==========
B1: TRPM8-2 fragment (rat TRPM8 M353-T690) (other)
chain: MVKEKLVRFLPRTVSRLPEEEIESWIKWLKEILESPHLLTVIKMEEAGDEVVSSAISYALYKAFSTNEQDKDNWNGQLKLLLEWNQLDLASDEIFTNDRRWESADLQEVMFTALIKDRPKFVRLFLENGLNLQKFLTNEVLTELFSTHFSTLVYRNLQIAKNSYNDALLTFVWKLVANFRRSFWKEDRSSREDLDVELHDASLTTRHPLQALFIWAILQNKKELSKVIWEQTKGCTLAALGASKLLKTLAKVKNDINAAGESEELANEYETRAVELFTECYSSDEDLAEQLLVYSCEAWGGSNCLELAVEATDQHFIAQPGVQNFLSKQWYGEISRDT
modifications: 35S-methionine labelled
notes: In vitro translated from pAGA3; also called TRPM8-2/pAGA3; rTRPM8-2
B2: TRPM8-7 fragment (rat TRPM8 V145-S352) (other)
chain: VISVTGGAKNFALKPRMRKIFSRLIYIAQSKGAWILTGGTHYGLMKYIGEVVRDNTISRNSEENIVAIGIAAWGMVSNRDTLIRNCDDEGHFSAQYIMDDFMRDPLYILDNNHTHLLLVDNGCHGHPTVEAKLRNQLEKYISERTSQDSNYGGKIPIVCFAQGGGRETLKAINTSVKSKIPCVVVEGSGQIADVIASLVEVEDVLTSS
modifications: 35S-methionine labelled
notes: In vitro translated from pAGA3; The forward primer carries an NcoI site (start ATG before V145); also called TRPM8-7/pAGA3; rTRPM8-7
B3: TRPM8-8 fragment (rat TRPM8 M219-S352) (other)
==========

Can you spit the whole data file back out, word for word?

B1: TRPM8-2 fragment (rat TRPM8 M353-T690) (other)
chain: MVKEKLVRFLPRTVSRLPEEEIESWIKWLKEILESPHLLTVIKMEEAGDEVVSSAISYALYKAFSTNEQDKDNWNGQLKLLLEWNQLDLASDEIFTNDRRWESADLQEVMFTALIKDRPKFVRLFLENGLNLQKFLTNEVLTELFSTHFSTLVYRNLQIAKNSYNDALLTFVWKLVANFRRSFWKEDRSSREDLDVELHDASLTTRHPLQALFIWAILQNKKELSKVIWEQTKGCTLAALGASKLLKTLAKVKNDINAAGESEELANEYETRAVELFTECYSSDEDLAEQLLVYSCEAWGGSNCLELAVEATDQHFIAQPGVQNFLSKQWYGEISRDT
modifications: 35S-methionine labelled
notes: In vitro translated from pAGA3; also called TRPM8-2/pAGA3; rTRPM8-2
B2: TRPM8-7 fragment (rat TRPM8 V145-S352) (other)
chain: VISVTGGAKNFALKPRMRKIFSRLIYIAQSKGAWILTGGTHYGLMKYIGEVVRDNTISRNSEENIVAIGIAAWGMVSNRDTLIRNCDDEGHFSAQYIMDDFMRDPLYILDNNHTHLLLVDNGCHGHPTVEAKLRNQLEKYISERTSQDSNYGGKIPIVCFAQGGGRETLKAINTSVKSKIPCVVVEGSGQIADVIASLVEVEDVLTSS
modifications: 35S-methionine labelled
notes: In vitro translated from pAGA3; The forward primer carries an NcoI site (start ATG before V145); also called TRPM8-7/pAGA3; rTRPM8-7
B3: TRPM8-8 fragment (rat TRPM8 M219-S352) (other)